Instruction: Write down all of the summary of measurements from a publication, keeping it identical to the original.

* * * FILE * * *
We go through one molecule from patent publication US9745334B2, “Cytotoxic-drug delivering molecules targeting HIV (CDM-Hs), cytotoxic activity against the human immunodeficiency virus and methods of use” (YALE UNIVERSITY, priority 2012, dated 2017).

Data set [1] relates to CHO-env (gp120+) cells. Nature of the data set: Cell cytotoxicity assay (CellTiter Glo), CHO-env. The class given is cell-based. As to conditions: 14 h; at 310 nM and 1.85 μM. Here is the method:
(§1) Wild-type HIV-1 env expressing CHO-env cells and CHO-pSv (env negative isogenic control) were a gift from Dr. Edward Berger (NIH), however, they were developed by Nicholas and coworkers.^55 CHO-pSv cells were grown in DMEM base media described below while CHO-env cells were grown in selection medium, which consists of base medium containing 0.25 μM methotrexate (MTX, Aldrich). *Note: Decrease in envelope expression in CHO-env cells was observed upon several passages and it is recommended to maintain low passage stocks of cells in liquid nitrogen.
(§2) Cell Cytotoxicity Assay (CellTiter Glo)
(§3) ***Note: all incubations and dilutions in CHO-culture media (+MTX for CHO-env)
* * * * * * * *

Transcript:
We go through one molecule from patent publication US9745334B2, “Cytotoxic-drug delivering molecules targeting HIV (CDM-Hs), cytotoxic activity against the human immunodeficiency virus and methods of use” (YALE UNIVERSITY, priority 2012, dated 2017).

Data set [1] relates to CHO-env (gp120+) cells. Nature of the data set: Cell cytotoxicity assay (CellTiter Glo), CHO-env. The class given is cell-based. As to conditions: 14 h; at 310 nM and 1.85 μM. Here is the method:
(§1) Wild-type HIV-1 env expressing CHO-env cells and CHO-pSv (env negative isogenic control) were a gift from Dr. Edward Berger (NIH), however, they were developed by Nicholas and coworkers.^55 CHO-pSv cells were grown in DMEM base media described below while CHO-env cells were grown in selection medium, which consists of base medium containing 0.25 μM methotrexate (MTX, Aldrich). *Note: Decrease in envelope expression in CHO-env cells was observed upon several passages and it is recommended to maintain low passage stocks of cells in liquid nitrogen.
(§2) Cell Cytotoxicity Assay (CellTiter Glo)
(§3) ***Note: all incubations and dilutions in CHO-culture media (+MTX for CHO-env)